Cassini Spacecraft Gets A 'Goodbye Kiss' Before It Meets Its End

Gwen Vasquez
September 12, 2017

Cassini zoomed within 73,974 miles (119,049 kilometers) of Titan Monday (Sept. 11) in a flyby created to lower the probe's orbit enough to ensure that it will crash into Saturn's thick atmosphere as planned on Friday, NASA officials said.

On Friday, the 15 September, Cassini will send itself into Saturn, nearly 20 years since it left Earth. That "goodbye kiss", as NASA mission engineers call it, has altered Cassini's trajectory just enough to send it hurtling towards Saturn where it will meet its end on Friday.

Cassini project scientist Linda Spilker of NASA's Jet Propulsion Laboratory said that the hurricanes at the Saturn's poles are huge, covering about half the continental United States, 50 times larger than Earth's hurricane.

"This final encounter is something of a bittersweet goodbye, but as it has done throughout the mission, Titan's gravity is once again sending Cassini where we need it to go", Maize added.

In the 13 years that Cassini's been studying Saturn and its moons, it's flown by Titan pretty much every month for over a decade.

When the Cassini spacecraft arrived around Saturn on July 1st, 2004, it became the fourth space probe to visit the system.

In the course of making its many flybys, the Cassini spacecraft revealed a great deal about the composition of Titan's atmosphere, its methane cycle (similar to Earth's hydrological cycle) and the kinds of weather it experiences in its polar regions. The spacecraft is scheduled to make contact with Earth on September 12 at about 6:19 p.m. PDT (9:19 p.m. EDT).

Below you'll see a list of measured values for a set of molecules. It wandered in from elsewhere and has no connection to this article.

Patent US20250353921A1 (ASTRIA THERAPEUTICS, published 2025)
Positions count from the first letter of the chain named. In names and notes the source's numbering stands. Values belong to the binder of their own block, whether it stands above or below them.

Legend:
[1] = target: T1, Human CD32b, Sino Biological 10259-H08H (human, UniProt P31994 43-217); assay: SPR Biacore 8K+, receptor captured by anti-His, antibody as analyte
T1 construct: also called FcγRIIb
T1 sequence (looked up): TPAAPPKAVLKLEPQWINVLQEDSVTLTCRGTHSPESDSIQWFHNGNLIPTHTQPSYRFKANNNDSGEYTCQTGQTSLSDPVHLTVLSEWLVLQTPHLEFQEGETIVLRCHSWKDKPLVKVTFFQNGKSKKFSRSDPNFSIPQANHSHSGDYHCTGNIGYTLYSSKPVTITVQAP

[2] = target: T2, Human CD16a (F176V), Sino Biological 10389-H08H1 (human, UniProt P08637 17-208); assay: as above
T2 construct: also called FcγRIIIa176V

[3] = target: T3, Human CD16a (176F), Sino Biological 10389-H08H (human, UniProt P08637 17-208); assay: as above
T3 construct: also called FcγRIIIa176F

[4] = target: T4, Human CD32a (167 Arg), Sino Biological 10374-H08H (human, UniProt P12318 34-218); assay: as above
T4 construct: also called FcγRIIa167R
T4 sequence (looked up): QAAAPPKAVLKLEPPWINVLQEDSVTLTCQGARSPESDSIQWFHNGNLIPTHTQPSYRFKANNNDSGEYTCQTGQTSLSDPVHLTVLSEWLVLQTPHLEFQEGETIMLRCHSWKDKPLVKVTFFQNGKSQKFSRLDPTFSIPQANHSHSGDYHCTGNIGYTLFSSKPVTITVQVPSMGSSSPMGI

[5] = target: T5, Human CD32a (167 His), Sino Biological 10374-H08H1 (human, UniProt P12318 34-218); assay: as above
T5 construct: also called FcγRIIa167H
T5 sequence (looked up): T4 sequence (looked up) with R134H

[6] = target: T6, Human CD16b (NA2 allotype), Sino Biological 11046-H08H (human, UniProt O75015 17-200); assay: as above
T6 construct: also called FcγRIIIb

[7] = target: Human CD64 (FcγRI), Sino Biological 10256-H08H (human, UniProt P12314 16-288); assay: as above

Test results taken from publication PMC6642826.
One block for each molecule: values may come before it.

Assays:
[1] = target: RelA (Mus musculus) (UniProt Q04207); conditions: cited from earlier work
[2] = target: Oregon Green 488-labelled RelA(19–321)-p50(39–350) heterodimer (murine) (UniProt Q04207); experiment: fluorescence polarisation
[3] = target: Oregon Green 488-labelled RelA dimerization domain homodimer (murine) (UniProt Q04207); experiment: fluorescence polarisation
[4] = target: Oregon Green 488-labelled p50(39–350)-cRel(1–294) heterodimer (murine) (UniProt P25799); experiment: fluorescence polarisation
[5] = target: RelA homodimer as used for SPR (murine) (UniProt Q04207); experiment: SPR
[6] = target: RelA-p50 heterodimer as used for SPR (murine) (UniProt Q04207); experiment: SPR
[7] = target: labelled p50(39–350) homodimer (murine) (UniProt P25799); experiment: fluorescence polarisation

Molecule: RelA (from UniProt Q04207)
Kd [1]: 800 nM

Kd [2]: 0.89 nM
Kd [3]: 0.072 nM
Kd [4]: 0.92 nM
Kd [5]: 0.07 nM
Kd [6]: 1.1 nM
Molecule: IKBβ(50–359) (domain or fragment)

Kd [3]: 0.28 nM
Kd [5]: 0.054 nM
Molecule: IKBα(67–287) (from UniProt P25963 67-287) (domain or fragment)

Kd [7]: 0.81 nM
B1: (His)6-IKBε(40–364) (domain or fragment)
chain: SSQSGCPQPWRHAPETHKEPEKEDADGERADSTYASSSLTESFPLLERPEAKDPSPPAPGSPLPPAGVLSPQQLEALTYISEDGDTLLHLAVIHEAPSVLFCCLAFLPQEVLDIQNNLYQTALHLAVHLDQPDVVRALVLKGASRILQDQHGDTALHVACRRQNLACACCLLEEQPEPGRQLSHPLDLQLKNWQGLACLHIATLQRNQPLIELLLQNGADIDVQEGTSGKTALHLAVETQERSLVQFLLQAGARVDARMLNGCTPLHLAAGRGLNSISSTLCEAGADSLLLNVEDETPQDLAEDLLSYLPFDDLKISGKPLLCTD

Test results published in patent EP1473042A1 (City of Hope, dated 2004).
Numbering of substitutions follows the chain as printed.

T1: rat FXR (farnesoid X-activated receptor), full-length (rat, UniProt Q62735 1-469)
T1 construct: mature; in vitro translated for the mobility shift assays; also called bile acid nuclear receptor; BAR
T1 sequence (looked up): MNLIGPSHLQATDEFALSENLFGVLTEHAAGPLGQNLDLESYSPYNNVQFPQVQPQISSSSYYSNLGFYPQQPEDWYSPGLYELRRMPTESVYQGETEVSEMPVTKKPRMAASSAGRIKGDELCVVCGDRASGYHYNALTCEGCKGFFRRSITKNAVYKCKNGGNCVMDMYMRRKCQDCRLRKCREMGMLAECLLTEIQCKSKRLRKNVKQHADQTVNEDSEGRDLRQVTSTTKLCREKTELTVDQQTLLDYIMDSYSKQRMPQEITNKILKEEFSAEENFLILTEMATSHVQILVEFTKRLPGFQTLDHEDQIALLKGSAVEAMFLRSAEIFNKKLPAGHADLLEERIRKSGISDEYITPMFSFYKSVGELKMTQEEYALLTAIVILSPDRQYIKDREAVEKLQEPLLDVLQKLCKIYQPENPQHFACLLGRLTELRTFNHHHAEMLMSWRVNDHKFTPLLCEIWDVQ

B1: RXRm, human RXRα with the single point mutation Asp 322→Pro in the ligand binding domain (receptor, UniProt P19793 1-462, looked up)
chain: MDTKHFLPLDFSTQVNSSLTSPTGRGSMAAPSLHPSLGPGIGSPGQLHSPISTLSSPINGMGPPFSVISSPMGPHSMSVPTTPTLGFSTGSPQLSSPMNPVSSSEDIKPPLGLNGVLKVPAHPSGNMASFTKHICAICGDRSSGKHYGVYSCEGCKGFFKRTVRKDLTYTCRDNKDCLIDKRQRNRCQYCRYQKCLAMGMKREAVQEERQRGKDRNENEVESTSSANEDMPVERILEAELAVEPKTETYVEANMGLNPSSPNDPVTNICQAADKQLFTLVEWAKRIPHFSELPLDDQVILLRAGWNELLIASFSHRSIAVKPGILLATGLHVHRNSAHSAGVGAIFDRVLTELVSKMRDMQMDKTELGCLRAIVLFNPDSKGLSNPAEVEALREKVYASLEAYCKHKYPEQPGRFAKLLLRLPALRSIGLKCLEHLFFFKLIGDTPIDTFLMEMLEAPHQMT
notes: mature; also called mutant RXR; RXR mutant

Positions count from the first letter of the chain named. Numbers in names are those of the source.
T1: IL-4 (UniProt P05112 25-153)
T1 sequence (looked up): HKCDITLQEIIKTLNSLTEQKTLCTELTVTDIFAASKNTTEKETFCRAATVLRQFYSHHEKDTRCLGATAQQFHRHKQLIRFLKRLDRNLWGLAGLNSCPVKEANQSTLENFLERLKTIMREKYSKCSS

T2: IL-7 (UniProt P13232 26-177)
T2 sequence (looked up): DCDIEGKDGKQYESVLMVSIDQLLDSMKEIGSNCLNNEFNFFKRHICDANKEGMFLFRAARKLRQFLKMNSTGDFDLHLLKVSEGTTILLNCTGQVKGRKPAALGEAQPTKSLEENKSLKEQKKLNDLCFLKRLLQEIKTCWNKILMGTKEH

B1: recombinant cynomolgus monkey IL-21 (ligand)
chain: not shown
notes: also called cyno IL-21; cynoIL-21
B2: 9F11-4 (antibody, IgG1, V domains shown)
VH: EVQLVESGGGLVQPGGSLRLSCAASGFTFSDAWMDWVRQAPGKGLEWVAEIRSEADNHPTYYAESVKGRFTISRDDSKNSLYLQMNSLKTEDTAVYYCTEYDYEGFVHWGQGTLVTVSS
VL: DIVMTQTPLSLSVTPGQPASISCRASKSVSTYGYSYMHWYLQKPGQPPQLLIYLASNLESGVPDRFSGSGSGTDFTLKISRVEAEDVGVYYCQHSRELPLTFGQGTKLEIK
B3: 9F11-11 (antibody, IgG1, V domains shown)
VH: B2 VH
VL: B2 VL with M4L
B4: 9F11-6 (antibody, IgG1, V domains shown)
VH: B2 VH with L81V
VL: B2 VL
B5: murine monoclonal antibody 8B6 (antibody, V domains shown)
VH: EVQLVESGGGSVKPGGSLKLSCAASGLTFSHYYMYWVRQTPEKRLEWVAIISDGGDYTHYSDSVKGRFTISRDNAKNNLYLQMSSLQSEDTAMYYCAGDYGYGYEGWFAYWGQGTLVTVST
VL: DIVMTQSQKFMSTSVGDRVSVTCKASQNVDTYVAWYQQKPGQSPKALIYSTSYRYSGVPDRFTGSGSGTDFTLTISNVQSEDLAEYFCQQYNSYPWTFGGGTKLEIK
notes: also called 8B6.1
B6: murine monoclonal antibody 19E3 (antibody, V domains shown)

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Artist depiction of Huygens lander touching down on the surface of Saturn's largest moon Titan.

The probe's composite infrared spectrometer revealed the small moon to have a porous surface.

The spacecraft's fateful dive is the final beat in the mission's Grand Finale, 22 weekly dives (begun in late April) through the gap between Saturn and its rings.

As the mission approaches its final days in 2017, it attempts one last set of daring maneuvers-diving between the innermost ring and the top of Saturn's atmosphere.

Radio contact with Earth will be lost within approximately two minutes of the probe's entrance into Saturn's atmosphere.

Cassini will collect vital data that was too risky to obtain earlier in the mission including detailed maps of Saturn's gravity and magnetic fields and extreme close-ups of Saturn's rings and clouds.

So long and best wishes, Cassini!

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